United Airlines is cancelling 50 daily flights from its East Coast hub at Newark Liberty International airport to alleviate airport congestion and minimise delays during the peak summer travel season.

The Chicago-based airline says on 23 June that the move will prepare United for a “national surge in demand” following two summers during which customers had been hesitant to travel due to Covid-19.

Newark is among three major commercial airports in the New York City metropolitan area. It is located about 10 miles (16km) west of Manhattan.


Source: Newark Liberty International airport / Twitter

United Airlines cancels 50 daily departures from its east coast hub Newark Liberty International airport

“After the last few weeks of irregular operations in Newark, caused by many factors including airport construction, we reached out to the FAA and received a waiver allowing us to temporarily adjust our schedule there for the remainder of the summer,” United’s chief operations officer Jon Roitman writes in a note to staff.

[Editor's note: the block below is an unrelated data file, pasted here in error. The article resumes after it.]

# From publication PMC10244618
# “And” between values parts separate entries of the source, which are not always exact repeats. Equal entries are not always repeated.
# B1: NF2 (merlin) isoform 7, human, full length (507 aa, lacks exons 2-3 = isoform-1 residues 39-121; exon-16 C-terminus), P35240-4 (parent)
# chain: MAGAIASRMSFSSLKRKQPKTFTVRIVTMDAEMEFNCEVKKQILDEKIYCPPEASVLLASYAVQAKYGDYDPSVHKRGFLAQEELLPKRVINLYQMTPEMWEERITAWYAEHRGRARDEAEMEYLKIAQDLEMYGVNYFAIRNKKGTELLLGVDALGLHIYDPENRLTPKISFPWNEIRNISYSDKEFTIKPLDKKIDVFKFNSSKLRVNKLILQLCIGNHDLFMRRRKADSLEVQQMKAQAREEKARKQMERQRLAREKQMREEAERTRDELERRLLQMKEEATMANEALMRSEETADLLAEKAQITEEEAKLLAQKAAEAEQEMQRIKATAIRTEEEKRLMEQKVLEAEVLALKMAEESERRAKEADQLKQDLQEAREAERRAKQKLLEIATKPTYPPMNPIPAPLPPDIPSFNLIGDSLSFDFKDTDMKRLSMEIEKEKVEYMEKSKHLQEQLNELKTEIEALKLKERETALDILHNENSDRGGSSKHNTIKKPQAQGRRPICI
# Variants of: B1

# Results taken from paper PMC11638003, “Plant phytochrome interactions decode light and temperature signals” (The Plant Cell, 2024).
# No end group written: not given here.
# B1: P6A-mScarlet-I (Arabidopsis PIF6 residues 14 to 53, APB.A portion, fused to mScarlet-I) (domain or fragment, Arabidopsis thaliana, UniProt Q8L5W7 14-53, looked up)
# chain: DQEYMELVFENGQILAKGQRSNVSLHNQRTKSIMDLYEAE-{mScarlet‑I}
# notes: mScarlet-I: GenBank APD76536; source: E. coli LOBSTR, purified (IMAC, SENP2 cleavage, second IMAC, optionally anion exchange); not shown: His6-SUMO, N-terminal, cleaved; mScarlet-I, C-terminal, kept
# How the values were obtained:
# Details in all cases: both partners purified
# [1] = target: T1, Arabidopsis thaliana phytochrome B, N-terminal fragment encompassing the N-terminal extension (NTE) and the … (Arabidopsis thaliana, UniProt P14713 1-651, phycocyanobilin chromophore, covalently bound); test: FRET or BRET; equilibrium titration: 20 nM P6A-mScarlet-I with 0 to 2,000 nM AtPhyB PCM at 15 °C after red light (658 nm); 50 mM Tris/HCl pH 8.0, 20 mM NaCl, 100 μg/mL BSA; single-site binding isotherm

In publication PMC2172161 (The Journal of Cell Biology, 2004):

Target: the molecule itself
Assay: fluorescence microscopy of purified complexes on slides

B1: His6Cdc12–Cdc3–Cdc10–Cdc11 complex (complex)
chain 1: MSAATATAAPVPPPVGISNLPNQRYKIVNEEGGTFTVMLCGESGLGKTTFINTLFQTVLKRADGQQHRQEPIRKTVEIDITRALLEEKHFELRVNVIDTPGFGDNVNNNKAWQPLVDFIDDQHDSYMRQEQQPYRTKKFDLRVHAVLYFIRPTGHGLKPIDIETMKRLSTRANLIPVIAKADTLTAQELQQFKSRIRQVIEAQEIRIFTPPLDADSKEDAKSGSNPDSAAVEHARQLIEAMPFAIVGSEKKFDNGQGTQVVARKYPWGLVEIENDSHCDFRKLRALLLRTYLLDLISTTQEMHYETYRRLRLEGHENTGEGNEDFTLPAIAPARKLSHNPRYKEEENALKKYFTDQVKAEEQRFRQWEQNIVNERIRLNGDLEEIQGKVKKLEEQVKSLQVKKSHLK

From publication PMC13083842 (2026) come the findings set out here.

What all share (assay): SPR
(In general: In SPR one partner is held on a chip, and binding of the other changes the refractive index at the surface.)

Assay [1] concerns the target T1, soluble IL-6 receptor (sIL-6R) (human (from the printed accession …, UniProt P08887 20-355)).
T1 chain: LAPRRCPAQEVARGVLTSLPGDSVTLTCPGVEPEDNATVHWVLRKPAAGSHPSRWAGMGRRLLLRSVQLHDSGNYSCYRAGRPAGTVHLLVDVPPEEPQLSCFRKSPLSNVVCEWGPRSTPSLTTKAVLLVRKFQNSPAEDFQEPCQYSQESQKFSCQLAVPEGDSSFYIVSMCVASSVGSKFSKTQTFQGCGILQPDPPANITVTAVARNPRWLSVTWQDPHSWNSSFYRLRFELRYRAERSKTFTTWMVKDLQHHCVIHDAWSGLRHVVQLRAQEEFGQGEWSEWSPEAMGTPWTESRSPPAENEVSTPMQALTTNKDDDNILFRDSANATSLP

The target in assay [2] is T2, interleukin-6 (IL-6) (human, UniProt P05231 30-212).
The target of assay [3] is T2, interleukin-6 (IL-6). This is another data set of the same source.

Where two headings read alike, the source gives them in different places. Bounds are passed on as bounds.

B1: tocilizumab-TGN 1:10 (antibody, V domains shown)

“Even though we have the planes, pilots, crews and staff to support our Newark schedule, this waiver will allow us to remove about 50 daily departures, which should help minimise excessive delays and improve on-time performance – not only for our customers, but for everyone flying through Newark,” he adds.

Newark has been having capacity issues for some time, due to a combination of unstable summer weather and air traffic control staffing problems.

According to flight tracking website FlightAware.com, so far on 23 June 10% of flights departing Newark have been cancelled and 11% are delayed. On 22 June those figures were 17% and 25%, respectively.

United’s chief executive Scott Kirby says in an interview with CNN that there are “more flights scheduled in Newark… than there is capacity at the airport, even on a perfect blue-sky day, and air traffic control is understaffed, and because of that there [are] just more flights than the airport can handle”.

He adds that air traffic control issues are the “biggest bottleneck”, noting that during a recent weekend air traffic control staffing was “under 50%”. That resulted in only a fraction of scheduled flights able to depart, he says.

Airlines, airports and associated commercial aviation infrastructure in the USA is suffering under the surge in travel demand as the coronavirus pandemic ebbs. Airlines have advised passengers to plan more time for every part of their journey.